Campbell’s Soup I: Tomato 46 by Andy Warhol is a screenprint from his 1968 Campbell’s Soup I portfolio. The famous series exhibits Warhol’s extraordinary ability to break the mold of his time and wow audiences. After painting 32 Campbell’s Soup Cans in 1962, Warhol returned to the soup concept to screen print the images. Using this technique, he was able to achieve an even closer replication to the actual Campbell’s product. The design is simple and bold, utilizing a small range of colors to create a pleasant contrast. Out of all the different soup flavors Warhol created, the tomato flavor is likely the most famous. This portfolio, as well as Campbell’s Soup II (1969), is included in Warhol’s most valuable portfolios of all time.
Warhol became famous for transforming everyday objects and images into high art. The Campbell’s Soups are some of his earliest examples of this tradition, and were vital to the emergence of the pop-art movement. When Warhol debuted his original Campbell’s paintings, 32 Campbell’s Soup Cans, in 1962, they were dramatically different from contemporary trends. Abstract expressionism was the dominant art style of the time, and Warhol’s strict commercial subject matter shocked artists and critics. For some, the work was simply a conspicuous appropriation of a popular commodity. Many people struggled to understand its meaning, or to concede that the work possessed legitimate artistic merit. Even though the exhibit was controversial, many people enjoyed the artwork. Ultimately, the soups were a huge success.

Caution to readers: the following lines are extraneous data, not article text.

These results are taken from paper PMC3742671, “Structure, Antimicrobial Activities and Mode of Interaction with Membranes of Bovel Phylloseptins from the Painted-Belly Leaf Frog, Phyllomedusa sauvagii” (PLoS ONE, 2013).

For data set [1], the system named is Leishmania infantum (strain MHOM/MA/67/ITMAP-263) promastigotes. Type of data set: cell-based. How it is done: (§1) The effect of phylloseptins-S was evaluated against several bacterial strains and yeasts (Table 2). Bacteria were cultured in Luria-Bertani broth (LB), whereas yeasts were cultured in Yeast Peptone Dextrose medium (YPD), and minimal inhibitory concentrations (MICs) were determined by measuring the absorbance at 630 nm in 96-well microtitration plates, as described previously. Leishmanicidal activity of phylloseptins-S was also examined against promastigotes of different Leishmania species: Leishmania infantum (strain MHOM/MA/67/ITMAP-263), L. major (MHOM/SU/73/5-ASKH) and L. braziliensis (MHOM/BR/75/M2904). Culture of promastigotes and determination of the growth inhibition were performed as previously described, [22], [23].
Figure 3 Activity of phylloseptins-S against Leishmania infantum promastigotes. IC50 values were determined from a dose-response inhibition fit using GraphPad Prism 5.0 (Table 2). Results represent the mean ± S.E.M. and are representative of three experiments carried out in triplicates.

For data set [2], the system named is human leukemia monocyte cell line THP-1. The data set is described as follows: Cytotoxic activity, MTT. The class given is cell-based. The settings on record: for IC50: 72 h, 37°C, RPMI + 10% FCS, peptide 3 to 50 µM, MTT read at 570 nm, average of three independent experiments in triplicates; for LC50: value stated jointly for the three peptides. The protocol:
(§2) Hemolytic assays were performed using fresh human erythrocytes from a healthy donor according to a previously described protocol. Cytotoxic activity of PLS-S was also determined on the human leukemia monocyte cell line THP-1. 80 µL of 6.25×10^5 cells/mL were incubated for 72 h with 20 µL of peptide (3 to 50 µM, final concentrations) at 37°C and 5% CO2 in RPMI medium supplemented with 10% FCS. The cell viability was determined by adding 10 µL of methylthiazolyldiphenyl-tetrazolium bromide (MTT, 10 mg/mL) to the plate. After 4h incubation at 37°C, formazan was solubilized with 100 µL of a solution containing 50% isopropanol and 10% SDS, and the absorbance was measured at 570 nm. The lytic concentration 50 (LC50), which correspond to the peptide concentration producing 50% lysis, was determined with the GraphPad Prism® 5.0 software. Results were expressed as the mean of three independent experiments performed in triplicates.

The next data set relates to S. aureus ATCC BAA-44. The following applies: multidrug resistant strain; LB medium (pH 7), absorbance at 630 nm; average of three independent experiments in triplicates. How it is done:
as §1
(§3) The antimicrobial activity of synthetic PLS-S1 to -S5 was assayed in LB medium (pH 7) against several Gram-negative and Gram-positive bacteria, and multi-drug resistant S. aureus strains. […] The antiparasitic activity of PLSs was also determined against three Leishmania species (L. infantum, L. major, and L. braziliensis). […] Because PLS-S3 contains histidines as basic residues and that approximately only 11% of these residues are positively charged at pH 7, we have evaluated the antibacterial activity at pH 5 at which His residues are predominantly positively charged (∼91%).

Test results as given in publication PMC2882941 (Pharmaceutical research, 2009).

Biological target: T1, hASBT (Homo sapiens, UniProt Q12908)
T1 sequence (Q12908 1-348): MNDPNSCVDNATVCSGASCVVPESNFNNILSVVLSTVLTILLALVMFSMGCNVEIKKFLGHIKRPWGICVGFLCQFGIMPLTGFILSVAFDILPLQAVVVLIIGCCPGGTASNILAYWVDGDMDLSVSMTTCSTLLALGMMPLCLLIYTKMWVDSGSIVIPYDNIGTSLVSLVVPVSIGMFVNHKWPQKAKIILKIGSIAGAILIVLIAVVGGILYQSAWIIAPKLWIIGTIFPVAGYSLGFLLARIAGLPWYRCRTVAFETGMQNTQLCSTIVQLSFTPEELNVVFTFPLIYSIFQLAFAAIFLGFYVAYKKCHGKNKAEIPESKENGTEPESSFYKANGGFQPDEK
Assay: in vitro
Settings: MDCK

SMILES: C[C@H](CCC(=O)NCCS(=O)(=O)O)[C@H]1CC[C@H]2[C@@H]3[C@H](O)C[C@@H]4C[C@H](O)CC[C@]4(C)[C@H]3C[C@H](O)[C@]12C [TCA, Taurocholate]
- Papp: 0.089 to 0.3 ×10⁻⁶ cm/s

It is evident why Warhol’s soup cans were so difficult for some audiences to digest. Popular artwork of the time focused on abstract composition, and the artist’s ability to convey emotion through the canvas. Clearly, Warhol’s soup cans are not meant to be admired as a feat of technical skill, or as a masterful showcase of painterly accomplishment. Instead, Warhol’s Campbell’s Soups are rich in a conceptual sense. The significance of the work is linked closely with Warhol’s historical circumstance and the timing of publication. Moreover, they are illustrative of Warhol’s philosophy as an artist.
Unlike the expressionist painters, Warhol found 20th century industrial advancement to be highly inspiring. Whereas mainstream artists worked with concepts like emotion, nature, and human struggle, Warhol found inspiration in common commercial products, which he felt most artists ignored. Specifically, he perceived popular commodities as a more direct reflection of the current human experience. Because of this, he likely understood consumer products and objects of mass-production as untapped sources of artistic energy. Popular commodities fascinated him, and he saw the production of millions of identical objects as a modern miracle. For example, products like Life Savers, Chanel perfume, or a tomato juice box are the exact same no matter where you go. In Warhol’s mind, they are perfect, and even famous like celebrities.
In addition to being the most iconic representations of Warhol’s signature style, the Campbell’s Soup cans challenged established norms of artistic value. With the soup cans, Warhol experimented with the context of art, and pushed the limits of what society might accept as art. For instance, if you see a Campbell’s Soup can on a billboard, you probably wouldn’t consider it as art, but as a mundane advertisement. However, by recreating the same image and placing it in a gallery, Warhol urges us to pay closer attention.
Thus, Warhol encourages us to view the image differently, and to reconsider our ideas of what “counts” as art. The soups thus attain a provocative quality, especially considering the historical moment from which they originated. Overall, Warhol’s Campbell’s Soups redirected common views of artistic merit, and challenged accepted norms of the art world. Campbell’s Soup I: Tomato 46 helped popularize the pop-art genre and stands as a masterpiece of modern art.